A new report from State Street Global Advisors and the Wharton School Taking on the Role of Lead Advisor: A Model for Driving Assets, Growth and Retention offers some insights into how investors’ loss of confidence in markets during the recession prompted many to begin managing their money themselves or to engage multiple advisors to diversify the risk they perceived of working with just one advisor.
However, because multiple advisors rarely share information about the clients, the report found that investors working with multiple advisors can easily and mistakenly take on too much or too little risk relative to their financial goals. Specifically, the report notes, “Using multiple advisors to work out portfolio strategies independently often can lead to overlapping exposures or to divergent allocations that result in neutral market positions.”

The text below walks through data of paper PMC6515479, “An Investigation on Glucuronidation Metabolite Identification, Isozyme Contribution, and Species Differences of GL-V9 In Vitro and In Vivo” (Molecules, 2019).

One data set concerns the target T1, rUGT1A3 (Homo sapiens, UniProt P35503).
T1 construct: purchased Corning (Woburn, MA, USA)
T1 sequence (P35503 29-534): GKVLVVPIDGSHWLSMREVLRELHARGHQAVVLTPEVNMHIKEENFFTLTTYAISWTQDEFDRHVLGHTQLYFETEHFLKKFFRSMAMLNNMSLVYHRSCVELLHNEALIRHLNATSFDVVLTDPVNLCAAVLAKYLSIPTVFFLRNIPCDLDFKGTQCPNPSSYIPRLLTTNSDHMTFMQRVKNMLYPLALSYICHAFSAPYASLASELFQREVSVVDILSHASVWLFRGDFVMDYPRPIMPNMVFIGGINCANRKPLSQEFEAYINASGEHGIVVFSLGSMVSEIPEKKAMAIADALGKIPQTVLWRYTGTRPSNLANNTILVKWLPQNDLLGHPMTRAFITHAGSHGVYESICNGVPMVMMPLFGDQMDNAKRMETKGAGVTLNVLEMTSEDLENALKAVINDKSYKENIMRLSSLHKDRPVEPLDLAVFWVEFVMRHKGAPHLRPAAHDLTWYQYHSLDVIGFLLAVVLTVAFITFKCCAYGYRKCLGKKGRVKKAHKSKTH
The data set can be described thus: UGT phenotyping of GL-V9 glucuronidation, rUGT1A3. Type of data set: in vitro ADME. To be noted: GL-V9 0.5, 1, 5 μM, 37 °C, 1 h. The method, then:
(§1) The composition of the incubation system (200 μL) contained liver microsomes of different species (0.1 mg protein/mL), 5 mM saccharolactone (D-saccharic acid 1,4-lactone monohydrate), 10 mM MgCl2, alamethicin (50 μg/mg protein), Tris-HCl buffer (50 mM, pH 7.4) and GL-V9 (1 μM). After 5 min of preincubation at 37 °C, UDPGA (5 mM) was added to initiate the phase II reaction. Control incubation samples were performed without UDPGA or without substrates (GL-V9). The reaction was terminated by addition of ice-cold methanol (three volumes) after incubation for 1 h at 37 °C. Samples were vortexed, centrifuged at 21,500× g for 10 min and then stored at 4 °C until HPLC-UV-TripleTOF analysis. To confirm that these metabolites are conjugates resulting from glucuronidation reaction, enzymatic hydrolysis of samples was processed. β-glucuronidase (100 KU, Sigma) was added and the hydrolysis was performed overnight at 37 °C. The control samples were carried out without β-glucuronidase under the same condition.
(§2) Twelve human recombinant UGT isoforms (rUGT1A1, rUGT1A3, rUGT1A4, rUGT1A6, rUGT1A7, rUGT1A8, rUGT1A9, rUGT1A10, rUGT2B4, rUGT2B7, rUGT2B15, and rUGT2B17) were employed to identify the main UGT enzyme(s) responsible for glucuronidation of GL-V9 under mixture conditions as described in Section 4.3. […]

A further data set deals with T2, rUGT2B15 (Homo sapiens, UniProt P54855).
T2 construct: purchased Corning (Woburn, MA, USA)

To guard against this risk, the report suggests that investors may want to consider appointing a lead advisor to oversee the entire investment portfolio. That’s how I think of myself – as my clients’ personal chief financial officer – working to identify and prioritize goals and develop a clear plan for how they will reach them.
As the State Street/Wharton report points out, this “lead advisor model” is one successfully used by advisors to the ultra high net worth. Especially because, more than ever, investors desire unbiased, personalized financial advice they can trust, it makes good sense to working with a fiduciary who oversees all your investments, across all accounts and among other professionals and coordinates with other professionals, such as CPAs and estate planning attorneys.